Peer feedback in online writing activities: Comparing the impact of Google Docs and Wikis on individual writing performance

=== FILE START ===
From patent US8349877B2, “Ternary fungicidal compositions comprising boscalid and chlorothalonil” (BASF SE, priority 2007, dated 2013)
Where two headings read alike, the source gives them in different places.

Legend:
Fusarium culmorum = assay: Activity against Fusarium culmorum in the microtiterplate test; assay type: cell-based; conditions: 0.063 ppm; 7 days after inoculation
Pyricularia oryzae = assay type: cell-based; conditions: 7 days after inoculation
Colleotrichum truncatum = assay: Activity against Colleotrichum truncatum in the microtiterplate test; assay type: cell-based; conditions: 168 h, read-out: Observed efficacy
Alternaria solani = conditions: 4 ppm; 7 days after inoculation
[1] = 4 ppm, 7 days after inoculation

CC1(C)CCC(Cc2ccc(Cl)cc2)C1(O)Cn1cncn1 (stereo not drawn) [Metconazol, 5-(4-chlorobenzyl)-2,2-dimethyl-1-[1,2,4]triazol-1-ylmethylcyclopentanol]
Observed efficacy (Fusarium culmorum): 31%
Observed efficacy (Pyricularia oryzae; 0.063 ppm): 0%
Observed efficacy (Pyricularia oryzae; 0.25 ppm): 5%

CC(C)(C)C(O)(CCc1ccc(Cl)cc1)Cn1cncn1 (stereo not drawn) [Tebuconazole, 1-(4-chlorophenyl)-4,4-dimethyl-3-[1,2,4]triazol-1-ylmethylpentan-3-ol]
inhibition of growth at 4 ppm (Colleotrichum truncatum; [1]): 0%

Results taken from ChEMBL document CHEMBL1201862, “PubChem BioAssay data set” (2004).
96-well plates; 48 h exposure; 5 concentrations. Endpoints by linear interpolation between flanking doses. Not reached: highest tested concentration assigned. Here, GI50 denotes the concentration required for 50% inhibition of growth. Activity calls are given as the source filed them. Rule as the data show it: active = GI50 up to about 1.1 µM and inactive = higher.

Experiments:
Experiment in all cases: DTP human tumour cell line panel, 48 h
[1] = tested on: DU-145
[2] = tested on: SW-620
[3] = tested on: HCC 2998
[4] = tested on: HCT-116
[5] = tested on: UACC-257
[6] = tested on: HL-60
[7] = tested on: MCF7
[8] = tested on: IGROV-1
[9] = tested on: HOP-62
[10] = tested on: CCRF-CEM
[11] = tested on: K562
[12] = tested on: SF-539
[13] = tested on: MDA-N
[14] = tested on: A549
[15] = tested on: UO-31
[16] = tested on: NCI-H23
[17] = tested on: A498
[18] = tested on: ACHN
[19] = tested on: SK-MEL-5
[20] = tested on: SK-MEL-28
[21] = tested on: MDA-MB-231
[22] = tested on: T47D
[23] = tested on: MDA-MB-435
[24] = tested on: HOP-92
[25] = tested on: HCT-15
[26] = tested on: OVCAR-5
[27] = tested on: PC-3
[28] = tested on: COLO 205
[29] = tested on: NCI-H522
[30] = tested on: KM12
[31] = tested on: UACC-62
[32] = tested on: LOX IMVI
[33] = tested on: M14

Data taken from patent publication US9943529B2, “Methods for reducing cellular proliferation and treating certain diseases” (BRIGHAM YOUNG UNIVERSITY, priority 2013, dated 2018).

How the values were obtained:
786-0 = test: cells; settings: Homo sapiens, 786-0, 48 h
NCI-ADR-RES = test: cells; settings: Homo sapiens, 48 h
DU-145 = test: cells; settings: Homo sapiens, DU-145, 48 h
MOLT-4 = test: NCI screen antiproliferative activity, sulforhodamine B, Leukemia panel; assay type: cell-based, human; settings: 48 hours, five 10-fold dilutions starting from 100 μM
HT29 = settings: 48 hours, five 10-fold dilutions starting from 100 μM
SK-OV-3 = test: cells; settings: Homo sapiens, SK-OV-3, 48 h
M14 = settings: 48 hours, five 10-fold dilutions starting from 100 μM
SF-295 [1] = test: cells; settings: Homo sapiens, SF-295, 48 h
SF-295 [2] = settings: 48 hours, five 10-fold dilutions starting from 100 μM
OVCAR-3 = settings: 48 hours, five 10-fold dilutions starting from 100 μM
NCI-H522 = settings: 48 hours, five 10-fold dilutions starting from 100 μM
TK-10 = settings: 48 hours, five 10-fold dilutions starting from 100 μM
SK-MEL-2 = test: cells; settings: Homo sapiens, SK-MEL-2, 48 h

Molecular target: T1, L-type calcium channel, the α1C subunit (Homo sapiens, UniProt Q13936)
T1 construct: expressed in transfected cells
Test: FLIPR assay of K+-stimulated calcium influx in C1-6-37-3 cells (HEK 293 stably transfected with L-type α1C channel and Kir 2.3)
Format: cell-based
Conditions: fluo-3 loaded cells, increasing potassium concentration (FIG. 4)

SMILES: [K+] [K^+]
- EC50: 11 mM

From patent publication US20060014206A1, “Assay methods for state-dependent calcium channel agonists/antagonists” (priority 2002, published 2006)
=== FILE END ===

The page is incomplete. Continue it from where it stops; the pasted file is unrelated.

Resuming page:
This thesis explores the impact of inline vs. non-inline commenting on learners’ individual writing performance. This is done through exploring whether peer feedback exchanged on Google Docs and Wiki, two widely used Web 2.0 platforms in L2 writing classes, brings about a differential impact on students’ individual writing performance. The study included an intervention with 40 (20 dyads) upper-intermediate level Saudi EFL students in a Saudi University. Following a split-class design, half of the class was randomly assigned to the first experimental condition (Google Docs) and the other half of the class was assigned to the other experimental condition (Wiki). In both conditions, the learners exchanged peer feedback and peer edits, took pre-, post- and delayed- post-tests. Half of the participants in the intervention then participated in one-on-one semi-structured interviews to elicit their perceptions of their learning experience in the two modalities as well as to help explain the participants’ performance in the quantitative data (tests and online interactions). Students in both groups improved overall, with the Wiki group improving more than the Google Docs group. Examining data in more depth, the students in the Google Docs group improved more than the Wiki group in terms of form. These results might be explained by the fact that Google Docs group provided more feedback focusing on form as well as the value that Google Docs group saw in a number of functions that promote narrowly-focused feedback on language such as automated update commenting, visual connection between feedback mode and the texts, and in-line commenting. On the other hand, the Wiki group improved more in terms of content. These results might be due to the fact that Wiki group participants provided more feedback focusing on content and their use of online tools for mediating their content-based feedback. As the two groups showed differences in writing accuracy, teachers should carefully consider the features of technological tools before implementing them in writing classes. In addition, significant differences in feedback focus and reactions to it in both groups imply that Google Docs is more suitable for editing and accuracy, whereas Wiki seems to be better option for drafting purposes with focus on content. Therefore, teachers must do extra work to offset these platform’s limitations.